The 19th-Century Pseudo-Science Trend That Gave Us ‘Animal Magnetism’

By Promising a Pathway to the Unconscious, Mesmerism Captivated the Public and Intellectuals Alike

In 1836, a trendy European phenomenon took New England by storm. Charles Poyen, a Frenchman and self-proclaimed professor of animal magnetism, launched a multi-city tour of “mesmeric” theatrical shows, the forerunners of modern hypnotism. Poyen’s mesmeric demonstrations included a professional assistant who diagnosed diseases in audience members, as well as volunteers from the audience who—while entranced—might exhibit insensitivity to sharp objects, locate lost items, or read the minds of people present. Upon waking, the subjects had no recollection of what had happened during their time in a trance.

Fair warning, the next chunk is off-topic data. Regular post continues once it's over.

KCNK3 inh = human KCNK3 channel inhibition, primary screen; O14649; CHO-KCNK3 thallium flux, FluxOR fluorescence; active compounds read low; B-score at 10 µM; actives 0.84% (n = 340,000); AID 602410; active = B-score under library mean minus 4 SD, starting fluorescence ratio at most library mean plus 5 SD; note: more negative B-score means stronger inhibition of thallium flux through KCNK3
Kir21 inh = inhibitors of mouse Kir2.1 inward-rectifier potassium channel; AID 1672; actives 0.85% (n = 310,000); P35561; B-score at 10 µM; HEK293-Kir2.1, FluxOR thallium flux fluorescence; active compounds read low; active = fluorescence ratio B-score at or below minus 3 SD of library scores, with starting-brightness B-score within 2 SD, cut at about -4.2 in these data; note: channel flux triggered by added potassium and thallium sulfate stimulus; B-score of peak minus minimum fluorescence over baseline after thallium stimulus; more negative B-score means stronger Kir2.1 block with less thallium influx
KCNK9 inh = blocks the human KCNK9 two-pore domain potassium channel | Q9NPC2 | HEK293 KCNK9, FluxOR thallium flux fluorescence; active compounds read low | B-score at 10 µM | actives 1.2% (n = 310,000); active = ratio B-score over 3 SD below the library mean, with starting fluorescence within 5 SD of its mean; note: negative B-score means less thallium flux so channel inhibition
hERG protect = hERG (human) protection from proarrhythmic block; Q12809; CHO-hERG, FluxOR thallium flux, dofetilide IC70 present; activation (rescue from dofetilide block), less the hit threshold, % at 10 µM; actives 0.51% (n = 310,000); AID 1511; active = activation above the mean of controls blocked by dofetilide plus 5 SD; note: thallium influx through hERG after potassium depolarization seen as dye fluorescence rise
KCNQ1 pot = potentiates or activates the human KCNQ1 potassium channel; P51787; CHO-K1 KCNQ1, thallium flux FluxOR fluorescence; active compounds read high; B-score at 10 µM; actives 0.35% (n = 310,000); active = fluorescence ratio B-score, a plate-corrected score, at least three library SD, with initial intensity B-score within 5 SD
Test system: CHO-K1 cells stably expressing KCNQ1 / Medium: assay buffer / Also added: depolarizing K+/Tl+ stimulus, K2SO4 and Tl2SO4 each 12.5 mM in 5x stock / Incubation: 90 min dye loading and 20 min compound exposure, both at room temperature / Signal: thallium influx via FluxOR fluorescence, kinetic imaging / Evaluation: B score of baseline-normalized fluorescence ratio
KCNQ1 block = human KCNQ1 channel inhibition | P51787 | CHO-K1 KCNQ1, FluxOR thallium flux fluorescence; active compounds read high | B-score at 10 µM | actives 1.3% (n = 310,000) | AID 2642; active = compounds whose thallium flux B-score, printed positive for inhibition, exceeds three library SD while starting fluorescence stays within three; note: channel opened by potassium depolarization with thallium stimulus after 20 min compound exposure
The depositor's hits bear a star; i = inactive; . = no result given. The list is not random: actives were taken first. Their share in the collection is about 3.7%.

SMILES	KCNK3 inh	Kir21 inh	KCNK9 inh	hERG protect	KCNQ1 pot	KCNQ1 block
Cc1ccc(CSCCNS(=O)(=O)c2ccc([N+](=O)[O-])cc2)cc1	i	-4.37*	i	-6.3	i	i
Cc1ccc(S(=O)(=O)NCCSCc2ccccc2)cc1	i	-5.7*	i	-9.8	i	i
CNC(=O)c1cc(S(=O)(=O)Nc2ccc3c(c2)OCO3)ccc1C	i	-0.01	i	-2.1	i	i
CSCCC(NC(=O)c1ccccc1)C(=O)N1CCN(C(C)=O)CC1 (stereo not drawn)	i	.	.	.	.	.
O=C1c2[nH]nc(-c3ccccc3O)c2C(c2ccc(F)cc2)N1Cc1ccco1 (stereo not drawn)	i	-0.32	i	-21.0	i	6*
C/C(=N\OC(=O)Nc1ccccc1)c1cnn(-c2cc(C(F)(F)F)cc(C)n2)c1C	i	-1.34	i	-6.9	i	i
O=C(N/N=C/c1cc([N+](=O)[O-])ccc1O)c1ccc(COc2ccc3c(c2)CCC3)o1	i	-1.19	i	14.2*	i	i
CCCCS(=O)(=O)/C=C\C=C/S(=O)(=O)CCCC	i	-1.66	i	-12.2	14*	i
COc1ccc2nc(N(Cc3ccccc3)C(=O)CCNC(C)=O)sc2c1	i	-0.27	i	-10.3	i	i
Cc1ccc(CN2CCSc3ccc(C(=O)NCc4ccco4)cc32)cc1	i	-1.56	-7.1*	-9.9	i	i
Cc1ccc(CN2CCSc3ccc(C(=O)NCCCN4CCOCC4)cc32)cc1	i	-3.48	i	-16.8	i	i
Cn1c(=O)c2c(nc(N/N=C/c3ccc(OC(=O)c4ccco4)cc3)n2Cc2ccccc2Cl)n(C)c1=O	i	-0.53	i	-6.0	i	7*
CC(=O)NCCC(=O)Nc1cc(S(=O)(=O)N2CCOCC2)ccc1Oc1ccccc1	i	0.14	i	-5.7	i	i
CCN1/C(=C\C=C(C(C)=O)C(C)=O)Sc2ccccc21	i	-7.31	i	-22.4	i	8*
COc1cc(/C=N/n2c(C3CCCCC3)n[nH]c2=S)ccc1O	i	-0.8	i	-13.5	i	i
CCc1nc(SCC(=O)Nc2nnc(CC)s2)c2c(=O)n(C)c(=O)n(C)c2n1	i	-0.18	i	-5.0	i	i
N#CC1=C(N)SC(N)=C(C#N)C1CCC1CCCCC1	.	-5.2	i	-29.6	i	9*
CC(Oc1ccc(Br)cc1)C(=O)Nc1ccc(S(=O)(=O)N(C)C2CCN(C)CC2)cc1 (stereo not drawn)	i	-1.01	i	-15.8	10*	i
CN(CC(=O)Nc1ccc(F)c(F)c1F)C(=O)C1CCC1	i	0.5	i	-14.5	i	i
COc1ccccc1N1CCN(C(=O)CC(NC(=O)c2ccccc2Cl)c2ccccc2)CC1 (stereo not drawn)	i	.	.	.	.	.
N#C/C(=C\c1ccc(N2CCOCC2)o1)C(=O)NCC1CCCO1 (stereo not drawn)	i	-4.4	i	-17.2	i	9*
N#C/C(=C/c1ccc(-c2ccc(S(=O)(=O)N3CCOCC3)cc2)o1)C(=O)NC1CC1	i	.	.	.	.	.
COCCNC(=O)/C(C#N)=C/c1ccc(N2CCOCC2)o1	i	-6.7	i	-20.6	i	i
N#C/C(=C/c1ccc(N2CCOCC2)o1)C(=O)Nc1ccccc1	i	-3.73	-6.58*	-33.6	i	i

Poyen also …